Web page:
Have you ever watched a series on TV, where not much happens until right near the end, then it's all systems go and you're left screaming for the next episode? That's kinda how I'd describe this book. It's not meant unkindly. Just this book is more of a slow-burner.

Some very odd things happen. And the tension continues to build.
Having finally their wicked way together, Stephanie then discovers something shocking, and is more determined than ever to uncover this man's secrets. She isn't afraid to delve deep.

As I read this immediately after book 1, the flashback scenes weren't required for me and became annoying. But I appreciate they'd help those who paused for breath between them.

I really liked the development of the weird, wonderful paranormal aspect. Mr Rook becomes more and more mysterious! Is he good or is he very very bad?

And what is the true price to be paid?

Straight onto book 3!


Check (book 3): 











Well, that's much more like it! Action-packed, satisfying end to the series.

Just as poor Stephanie thinks she's coming to terms with all of this nightmare, something else crops up. For pity's sake! This book starts with the fallout of the last revelation in book 2. And boy, is she in trouble.
Problem is, the only man who can help is...compromised? Unavailable?

How much can people sacrifice?

There's some unexpected twists in this book. One in particular that I really didn't see coming.
Fabulous!

---
Overall, Rook's Island is compelling and addictive.
There's some great characters along with some mystery, lust and strange goings on.
Honestly, I preferred this author's Accidentally series - well, y'know, Cimil and a unicorn; need I say more?
But this series is very good nonetheless. I was hooked!


Tuesday, 11 December 2018

What Are Trigger Warnings? ~ Should I put a trigger warning on my book?


OMG, am I about to offend someone? Quick, put a trigger warning on it! ๐Ÿ˜ฒ

Alright, calm down.
First, let us look at two different types of triggers.



Emotional Triggers

Someone may make a joke, but to you it hurts and can affect you, making you feel off-kilter.
You question whether the person making the joke respects you or not.

Feelings brought up can include:

  • A sense of rejection
  • Being left/singled out
  • Disapproval

~ basically you feel inferior in some way

Reactions to this can include:

  • Withdrawal
  • Anger
  • Self-medication (drugs/alcohol/food etc.) 
  • Compliance
These are normal human reactions, and are often associated with things from your own past. It is your reaction based on previous experience, and not the fault of the person making the joke, which to everyone else is harmless. 
This does not mean in any way it is your fault either. It's just one of those less pleasant experiences of life. Good news is, there's coping mechanisms and people trained to help you with this. 

Emotional triggers are not what trigger warnings are about, as we cannot feasibly all foresee how every single person is going to react. We all have the potential to associate an infinite number of innocuous things with a negative reaction. 


Psychological Triggers

These go way beyond our feelings being trampled on (which is unpleasant enough, right?). These are so much more. 

These types of triggers can be set of with a particular sound, smell or sight which are associated with a trauma, and often cause flashbacks. Often used in conjunction with PTSD (and other anxiety conditions) , and commonly (but not exclusively) include post-war/combat soldiers and survivors of sexual abuse. 

Flashbacks are no laughing matter. They have oddly become more common since movies started. And it is a bit like watching a film, only this is the 3D, fully immersive kind. Your brain throws you right back into the traumatic event, and you relive it as if you were there. It is terrifying, debilitating and to be avoided. It is deeply traumatic in itself. 

These are the folk we need/want to protect, right? 
We do not want to drive anyone to despair.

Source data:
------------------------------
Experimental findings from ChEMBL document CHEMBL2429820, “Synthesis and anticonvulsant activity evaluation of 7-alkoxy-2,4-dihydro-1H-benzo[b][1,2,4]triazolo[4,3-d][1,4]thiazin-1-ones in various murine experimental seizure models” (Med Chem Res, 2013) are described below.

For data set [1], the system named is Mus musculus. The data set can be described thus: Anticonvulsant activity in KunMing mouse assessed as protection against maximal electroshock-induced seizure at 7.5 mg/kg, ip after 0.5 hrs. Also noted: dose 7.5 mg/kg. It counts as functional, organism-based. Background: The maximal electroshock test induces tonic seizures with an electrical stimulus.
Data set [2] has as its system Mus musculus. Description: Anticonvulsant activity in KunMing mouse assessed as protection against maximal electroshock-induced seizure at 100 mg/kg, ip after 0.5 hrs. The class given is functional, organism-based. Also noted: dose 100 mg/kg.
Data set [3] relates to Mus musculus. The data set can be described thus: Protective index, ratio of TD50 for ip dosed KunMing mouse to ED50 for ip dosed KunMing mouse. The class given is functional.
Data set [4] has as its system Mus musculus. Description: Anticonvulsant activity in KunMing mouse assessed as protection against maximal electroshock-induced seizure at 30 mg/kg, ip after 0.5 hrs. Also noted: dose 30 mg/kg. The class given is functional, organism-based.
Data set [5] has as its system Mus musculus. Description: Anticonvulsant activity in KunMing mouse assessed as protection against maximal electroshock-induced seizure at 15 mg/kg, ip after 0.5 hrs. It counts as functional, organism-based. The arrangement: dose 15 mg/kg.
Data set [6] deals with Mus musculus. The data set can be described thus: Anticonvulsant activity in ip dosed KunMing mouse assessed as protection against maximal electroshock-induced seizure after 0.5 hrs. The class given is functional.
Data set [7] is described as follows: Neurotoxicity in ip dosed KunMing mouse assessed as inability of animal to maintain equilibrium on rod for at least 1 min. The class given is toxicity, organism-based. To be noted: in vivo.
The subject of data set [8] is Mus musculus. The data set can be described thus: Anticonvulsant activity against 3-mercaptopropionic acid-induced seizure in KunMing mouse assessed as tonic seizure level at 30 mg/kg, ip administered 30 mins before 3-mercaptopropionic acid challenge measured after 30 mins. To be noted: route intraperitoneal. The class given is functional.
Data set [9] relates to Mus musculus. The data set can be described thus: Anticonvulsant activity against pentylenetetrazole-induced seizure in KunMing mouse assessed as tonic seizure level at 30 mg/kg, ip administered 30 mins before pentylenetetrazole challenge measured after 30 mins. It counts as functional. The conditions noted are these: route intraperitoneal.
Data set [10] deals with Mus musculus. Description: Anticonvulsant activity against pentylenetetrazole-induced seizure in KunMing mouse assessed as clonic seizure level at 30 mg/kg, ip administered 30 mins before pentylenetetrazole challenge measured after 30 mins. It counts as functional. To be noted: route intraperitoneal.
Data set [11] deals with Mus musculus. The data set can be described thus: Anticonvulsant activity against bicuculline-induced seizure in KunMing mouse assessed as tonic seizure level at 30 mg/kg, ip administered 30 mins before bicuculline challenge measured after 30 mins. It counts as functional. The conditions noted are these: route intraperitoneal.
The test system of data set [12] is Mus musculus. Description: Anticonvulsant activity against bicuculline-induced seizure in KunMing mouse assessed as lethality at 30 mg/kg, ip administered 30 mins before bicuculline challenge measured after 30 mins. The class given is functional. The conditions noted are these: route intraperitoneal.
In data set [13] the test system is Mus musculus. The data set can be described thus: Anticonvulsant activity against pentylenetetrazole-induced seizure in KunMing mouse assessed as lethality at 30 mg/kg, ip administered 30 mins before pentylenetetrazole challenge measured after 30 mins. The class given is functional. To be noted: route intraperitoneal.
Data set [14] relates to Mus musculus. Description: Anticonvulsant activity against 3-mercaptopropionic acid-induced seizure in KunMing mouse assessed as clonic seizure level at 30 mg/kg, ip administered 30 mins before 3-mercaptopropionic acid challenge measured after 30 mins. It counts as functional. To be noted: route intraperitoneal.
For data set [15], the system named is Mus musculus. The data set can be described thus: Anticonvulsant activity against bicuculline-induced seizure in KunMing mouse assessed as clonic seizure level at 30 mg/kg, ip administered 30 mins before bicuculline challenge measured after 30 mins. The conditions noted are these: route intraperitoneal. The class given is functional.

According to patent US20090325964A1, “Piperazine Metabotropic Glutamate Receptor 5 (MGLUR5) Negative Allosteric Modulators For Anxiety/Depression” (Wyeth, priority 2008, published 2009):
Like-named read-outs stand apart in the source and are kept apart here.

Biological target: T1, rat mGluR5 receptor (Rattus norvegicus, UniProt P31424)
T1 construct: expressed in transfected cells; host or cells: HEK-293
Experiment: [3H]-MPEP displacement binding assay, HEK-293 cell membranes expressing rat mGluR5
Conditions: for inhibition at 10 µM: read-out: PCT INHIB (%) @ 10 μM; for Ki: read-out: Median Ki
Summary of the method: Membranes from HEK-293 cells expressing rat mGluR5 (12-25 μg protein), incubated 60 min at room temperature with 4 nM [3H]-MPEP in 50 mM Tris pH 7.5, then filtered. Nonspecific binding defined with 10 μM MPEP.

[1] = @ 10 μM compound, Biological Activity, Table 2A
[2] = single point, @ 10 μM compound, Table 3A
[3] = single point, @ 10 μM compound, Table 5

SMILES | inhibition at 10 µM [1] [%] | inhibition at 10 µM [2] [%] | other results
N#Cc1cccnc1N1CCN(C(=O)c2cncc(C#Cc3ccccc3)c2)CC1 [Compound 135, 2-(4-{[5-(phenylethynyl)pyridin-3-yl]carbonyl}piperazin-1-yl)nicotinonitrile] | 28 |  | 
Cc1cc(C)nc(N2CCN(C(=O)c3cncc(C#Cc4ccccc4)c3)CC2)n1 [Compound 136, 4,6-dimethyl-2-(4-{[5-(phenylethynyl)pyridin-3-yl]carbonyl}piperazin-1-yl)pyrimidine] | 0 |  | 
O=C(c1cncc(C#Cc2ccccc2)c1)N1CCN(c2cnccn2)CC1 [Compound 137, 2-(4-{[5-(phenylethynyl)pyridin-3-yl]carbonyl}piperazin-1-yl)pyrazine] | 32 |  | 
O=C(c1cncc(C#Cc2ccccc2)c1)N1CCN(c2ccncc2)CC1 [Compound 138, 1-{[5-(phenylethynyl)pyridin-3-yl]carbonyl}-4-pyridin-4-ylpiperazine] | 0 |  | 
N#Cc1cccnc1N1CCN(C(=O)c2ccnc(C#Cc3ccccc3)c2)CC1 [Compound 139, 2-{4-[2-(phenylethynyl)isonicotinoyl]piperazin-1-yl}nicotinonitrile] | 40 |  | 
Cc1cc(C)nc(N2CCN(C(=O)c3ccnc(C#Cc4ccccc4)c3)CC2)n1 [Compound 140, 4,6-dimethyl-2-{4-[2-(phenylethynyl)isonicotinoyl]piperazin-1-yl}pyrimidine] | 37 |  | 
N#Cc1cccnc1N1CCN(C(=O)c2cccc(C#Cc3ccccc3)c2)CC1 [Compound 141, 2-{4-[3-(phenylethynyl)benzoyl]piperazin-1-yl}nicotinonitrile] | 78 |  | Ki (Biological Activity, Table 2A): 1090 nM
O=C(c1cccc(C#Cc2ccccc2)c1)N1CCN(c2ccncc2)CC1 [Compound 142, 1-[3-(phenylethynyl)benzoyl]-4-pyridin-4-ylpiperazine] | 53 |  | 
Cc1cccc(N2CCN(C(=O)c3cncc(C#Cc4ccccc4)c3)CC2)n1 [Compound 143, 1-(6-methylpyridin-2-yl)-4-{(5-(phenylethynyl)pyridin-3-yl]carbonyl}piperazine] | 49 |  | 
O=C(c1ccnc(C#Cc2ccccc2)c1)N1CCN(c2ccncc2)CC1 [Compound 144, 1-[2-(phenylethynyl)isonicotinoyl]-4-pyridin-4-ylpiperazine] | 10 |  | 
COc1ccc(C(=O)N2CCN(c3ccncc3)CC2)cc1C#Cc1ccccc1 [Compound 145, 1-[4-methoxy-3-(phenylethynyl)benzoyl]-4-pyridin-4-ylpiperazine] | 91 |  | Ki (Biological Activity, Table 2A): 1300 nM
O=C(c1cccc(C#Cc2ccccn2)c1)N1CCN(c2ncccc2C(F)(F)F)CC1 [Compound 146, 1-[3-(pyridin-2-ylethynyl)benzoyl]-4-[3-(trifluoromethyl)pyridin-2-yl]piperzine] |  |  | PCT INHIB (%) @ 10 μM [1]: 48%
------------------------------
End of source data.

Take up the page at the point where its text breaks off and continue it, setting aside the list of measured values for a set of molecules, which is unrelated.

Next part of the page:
In all fairness to them, a little word of caution so there's no nasty surprises is a simple courtesy which can save severe pain and suffering. 

It serves as a warning for them to put their coping strategies in place and/or choose not to read a book they will find too difficult to cope with. 
By the way, they may well choose to read your book anyway. With the correct coping strategies in place, it may help them face/overcome their issue/s. 
What we are doing is offering them the information so they may make an informed decision. 
Trigger warnings give people the power of control and choice.

So, if your book (especially if it's unexpected) contains scenes of:
  • Violence/war
  • Sexual/physical abuse
  • Mental illness
  • Oppressive language
  • Self-harm
  • Eating disorders
  • Suicide
...please put a trigger warning under the blurb to save long-term psychological damage.
It just makes sense, doesn't it? 

No, you do not need a trigger warning if there's something such as a cliffhanger. 
Get a grip!! 
If book 1 in a series does not say, "And they lived happily ever after. The end." it is NOT going to inflict long-term psychological damage. It will not cause flashbacks. It might just cause mild annoyance/aggravation. 

Please learn this important difference. 

There are people with actual debilitating problems (hopefully seeking professional assistance to come to terms with their trauma).

Demanding trigger warnings for things which cause disgruntlement helps no-one. 


To help you further, the dictionary definition of trauma:

trauma
/หˆtrษ”หmษ™,หˆtraสŠmษ™/
noun
  1. 1.
    a deeply distressing or disturbing experience.

    "a personal trauma like the death of a child"

  2. 1a. mass noun Emotional shock following a stressful event or a physical injury, which may lead to long-term neurosis.
    ‘the event is relived with all the accompanying trauma’
  3. 2.
    MEDICINE
    physical injury.

    "rupture of the diaphragm caused by blunt trauma"
    synonyms:injurydamagehurtwoundwoundingsorebruisecutlacerationlesionabrasioncontusion
    "the gallstone can be extracted without unnecessary trauma to the liver"


~ basically events outside the ordinary, expected human experience
~ experience which involves actual or threatened death or severe injury (of self or others)
~ involves overwhelming fear, helplessness and/or horror 


This has been a public service blog post, brought to you with concern for mental well-being.  
It is meant to inform and educate, not to criticise or belittle. 
My aim is to help authors decide whether or not to include a trigger warning under their book description, and the reasons why. 
And to bring a little perspective to the confusion that exists out there. 



Always with love and light,
TL

If you are affected by the contents of this blog please do seek help. 
There are so many people, trained, willing and ready to take your call. Don't be alone. 
Thank you.